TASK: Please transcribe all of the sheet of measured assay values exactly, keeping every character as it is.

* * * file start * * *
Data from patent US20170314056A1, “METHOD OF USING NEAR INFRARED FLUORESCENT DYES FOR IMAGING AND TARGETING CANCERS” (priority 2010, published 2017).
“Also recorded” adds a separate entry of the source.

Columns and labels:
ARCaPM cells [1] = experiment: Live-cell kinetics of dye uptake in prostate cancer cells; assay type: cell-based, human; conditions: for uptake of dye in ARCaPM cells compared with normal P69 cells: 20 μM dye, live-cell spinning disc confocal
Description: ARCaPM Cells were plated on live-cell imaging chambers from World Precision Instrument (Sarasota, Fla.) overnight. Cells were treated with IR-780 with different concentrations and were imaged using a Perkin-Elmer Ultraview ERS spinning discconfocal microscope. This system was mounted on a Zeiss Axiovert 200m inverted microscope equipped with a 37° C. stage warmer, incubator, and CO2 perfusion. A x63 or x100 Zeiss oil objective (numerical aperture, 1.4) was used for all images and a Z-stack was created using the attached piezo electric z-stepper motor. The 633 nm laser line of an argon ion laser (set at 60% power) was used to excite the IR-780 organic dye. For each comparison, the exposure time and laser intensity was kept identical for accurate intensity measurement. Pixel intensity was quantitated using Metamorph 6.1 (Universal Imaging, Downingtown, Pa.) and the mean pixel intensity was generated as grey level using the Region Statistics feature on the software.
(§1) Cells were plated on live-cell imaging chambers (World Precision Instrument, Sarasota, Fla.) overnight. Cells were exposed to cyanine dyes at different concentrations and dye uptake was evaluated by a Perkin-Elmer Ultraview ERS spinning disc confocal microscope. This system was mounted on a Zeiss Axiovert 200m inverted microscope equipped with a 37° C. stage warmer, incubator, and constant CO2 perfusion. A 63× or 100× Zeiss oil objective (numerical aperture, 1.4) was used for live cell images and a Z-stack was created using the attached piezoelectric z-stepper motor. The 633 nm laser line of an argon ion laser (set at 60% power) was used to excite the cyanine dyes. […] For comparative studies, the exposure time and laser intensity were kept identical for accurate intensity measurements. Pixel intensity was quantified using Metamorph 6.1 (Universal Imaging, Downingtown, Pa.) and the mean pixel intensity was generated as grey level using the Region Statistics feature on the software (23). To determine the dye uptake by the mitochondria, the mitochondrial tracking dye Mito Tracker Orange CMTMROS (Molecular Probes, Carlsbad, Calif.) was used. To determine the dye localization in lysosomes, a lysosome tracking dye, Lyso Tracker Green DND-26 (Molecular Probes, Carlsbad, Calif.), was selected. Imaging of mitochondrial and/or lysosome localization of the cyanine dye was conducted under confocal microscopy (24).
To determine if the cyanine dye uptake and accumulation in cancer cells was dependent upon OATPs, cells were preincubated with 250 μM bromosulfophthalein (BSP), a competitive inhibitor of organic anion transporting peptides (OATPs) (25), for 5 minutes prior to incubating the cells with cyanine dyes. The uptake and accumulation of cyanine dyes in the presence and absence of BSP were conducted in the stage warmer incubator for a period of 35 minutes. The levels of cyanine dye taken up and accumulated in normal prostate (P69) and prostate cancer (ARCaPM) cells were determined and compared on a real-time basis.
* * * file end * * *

Data from patent US20170314056A1, “METHOD OF USING NEAR INFRARED FLUORESCENT DYES FOR IMAGING AND TARGETING CANCERS” (priority 2010, published 2017).
“Also recorded” adds a separate entry of the source.

Columns and labels:
ARCaPM cells [1] = experiment: Live-cell kinetics of dye uptake in prostate cancer cells; assay type: cell-based, human; conditions: for uptake of dye in ARCaPM cells compared with normal P69 cells: 20 μM dye, live-cell spinning disc confocal
Description: ARCaPM Cells were plated on live-cell imaging chambers from World Precision Instrument (Sarasota, Fla.) overnight. Cells were treated with IR-780 with different concentrations and were imaged using a Perkin-Elmer Ultraview ERS spinning discconfocal microscope. This system was mounted on a Zeiss Axiovert 200m inverted microscope equipped with a 37° C. stage warmer, incubator, and CO2 perfusion. A x63 or x100 Zeiss oil objective (numerical aperture, 1.4) was used for all images and a Z-stack was created using the attached piezo electric z-stepper motor. The 633 nm laser line of an argon ion laser (set at 60% power) was used to excite the IR-780 organic dye. For each comparison, the exposure time and laser intensity was kept identical for accurate intensity measurement. Pixel intensity was quantitated using Metamorph 6.1 (Universal Imaging, Downingtown, Pa.) and the mean pixel intensity was generated as grey level using the Region Statistics feature on the software.
(§1) Cells were plated on live-cell imaging chambers (World Precision Instrument, Sarasota, Fla.) overnight. Cells were exposed to cyanine dyes at different concentrations and dye uptake was evaluated by a Perkin-Elmer Ultraview ERS spinning disc confocal microscope. This system was mounted on a Zeiss Axiovert 200m inverted microscope equipped with a 37° C. stage warmer, incubator, and constant CO2 perfusion. A 63× or 100× Zeiss oil objective (numerical aperture, 1.4) was used for live cell images and a Z-stack was created using the attached piezoelectric z-stepper motor. The 633 nm laser line of an argon ion laser (set at 60% power) was used to excite the cyanine dyes. […] For comparative studies, the exposure time and laser intensity were kept identical for accurate intensity measurements. Pixel intensity was quantified using Metamorph 6.1 (Universal Imaging, Downingtown, Pa.) and the mean pixel intensity was generated as grey level using the Region Statistics feature on the software (23). To determine the dye uptake by the mitochondria, the mitochondrial tracking dye Mito Tracker Orange CMTMROS (Molecular Probes, Carlsbad, Calif.) was used. To determine the dye localization in lysosomes, a lysosome tracking dye, Lyso Tracker Green DND-26 (Molecular Probes, Carlsbad, Calif.), was selected. Imaging of mitochondrial and/or lysosome localization of the cyanine dye was conducted under confocal microscopy (24).
To determine if the cyanine dye uptake and accumulation in cancer cells was dependent upon OATPs, cells were preincubated with 250 μM bromosulfophthalein (BSP), a competitive inhibitor of organic anion transporting peptides (OATPs) (25), for 5 minutes prior to incubating the cells with cyanine dyes. The uptake and accumulation of cyanine dyes in the presence and absence of BSP were conducted in the stage warmer incubator for a period of 35 minutes. The levels of cyanine dye taken up and accumulated in normal prostate (P69) and prostate cancer (ARCaPM) cells were determined and compared on a real-time basis.